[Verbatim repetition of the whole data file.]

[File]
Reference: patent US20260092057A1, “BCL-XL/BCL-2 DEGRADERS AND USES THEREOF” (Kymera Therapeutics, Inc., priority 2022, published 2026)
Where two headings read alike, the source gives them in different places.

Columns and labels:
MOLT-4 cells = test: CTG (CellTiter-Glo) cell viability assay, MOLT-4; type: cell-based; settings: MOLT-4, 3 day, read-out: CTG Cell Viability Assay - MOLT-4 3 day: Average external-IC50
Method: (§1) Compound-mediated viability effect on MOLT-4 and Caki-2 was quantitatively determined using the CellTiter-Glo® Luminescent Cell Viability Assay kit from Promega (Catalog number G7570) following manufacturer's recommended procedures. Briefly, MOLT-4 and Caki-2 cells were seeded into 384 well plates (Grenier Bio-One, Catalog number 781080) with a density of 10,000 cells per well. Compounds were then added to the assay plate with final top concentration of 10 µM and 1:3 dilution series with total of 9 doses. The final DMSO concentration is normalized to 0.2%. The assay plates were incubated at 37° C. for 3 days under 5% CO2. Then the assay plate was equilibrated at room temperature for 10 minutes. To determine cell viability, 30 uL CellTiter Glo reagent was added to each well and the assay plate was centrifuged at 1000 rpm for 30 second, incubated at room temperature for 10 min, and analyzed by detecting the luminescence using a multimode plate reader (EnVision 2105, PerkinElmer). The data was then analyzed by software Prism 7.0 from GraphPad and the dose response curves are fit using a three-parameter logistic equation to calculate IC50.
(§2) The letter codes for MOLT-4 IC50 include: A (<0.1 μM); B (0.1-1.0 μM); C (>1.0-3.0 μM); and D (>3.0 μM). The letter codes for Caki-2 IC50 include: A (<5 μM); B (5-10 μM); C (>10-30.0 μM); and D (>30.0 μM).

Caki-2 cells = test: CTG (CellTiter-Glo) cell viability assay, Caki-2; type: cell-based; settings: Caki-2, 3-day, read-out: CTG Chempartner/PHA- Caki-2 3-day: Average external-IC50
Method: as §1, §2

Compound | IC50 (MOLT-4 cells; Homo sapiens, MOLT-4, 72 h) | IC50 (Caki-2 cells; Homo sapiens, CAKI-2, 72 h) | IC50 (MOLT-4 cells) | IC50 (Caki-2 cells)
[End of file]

Reference: patent US20260092057A1, “BCL-XL/BCL-2 DEGRADERS AND USES THEREOF” (Kymera Therapeutics, Inc., priority 2022, published 2026)
Where two headings read alike, the source gives them in different places.

Columns and labels:
MOLT-4 cells = test: CTG (CellTiter-Glo) cell viability assay, MOLT-4; type: cell-based; settings: MOLT-4, 3 day, read-out: CTG Cell Viability Assay - MOLT-4 3 day: Average external-IC50
Method: (§1) Compound-mediated viability effect on MOLT-4 and Caki-2 was quantitatively determined using the CellTiter-Glo® Luminescent Cell Viability Assay kit from Promega (Catalog number G7570) following manufacturer's recommended procedures. Briefly, MOLT-4 and Caki-2 cells were seeded into 384 well plates (Grenier Bio-One, Catalog number 781080) with a density of 10,000 cells per well. Compounds were then added to the assay plate with final top concentration of 10 µM and 1:3 dilution series with total of 9 doses. The final DMSO concentration is normalized to 0.2%. The assay plates were incubated at 37° C. for 3 days under 5% CO2. Then the assay plate was equilibrated at room temperature for 10 minutes. To determine cell viability, 30 uL CellTiter Glo reagent was added to each well and the assay plate was centrifuged at 1000 rpm for 30 second, incubated at room temperature for 10 min, and analyzed by detecting the luminescence using a multimode plate reader (EnVision 2105, PerkinElmer). The data was then analyzed by software Prism 7.0 from GraphPad and the dose response curves are fit using a three-parameter logistic equation to calculate IC50.
(§2) The letter codes for MOLT-4 IC50 include: A (<0.1 μM); B (0.1-1.0 μM); C (>1.0-3.0 μM); and D (>3.0 μM). The letter codes for Caki-2 IC50 include: A (<5 μM); B (5-10 μM); C (>10-30.0 μM); and D (>30.0 μM).

Caki-2 cells = test: CTG (CellTiter-Glo) cell viability assay, Caki-2; type: cell-based; settings: Caki-2, 3-day, read-out: CTG Chempartner/PHA- Caki-2 3-day: Average external-IC50
Method: as §1, §2

Compound | IC50 (MOLT-4 cells; Homo sapiens, MOLT-4, 72 h) | IC50 (Caki-2 cells; Homo sapiens, CAKI-2, 72 h) | IC50 (MOLT-4 cells) | IC50 (Caki-2 cells)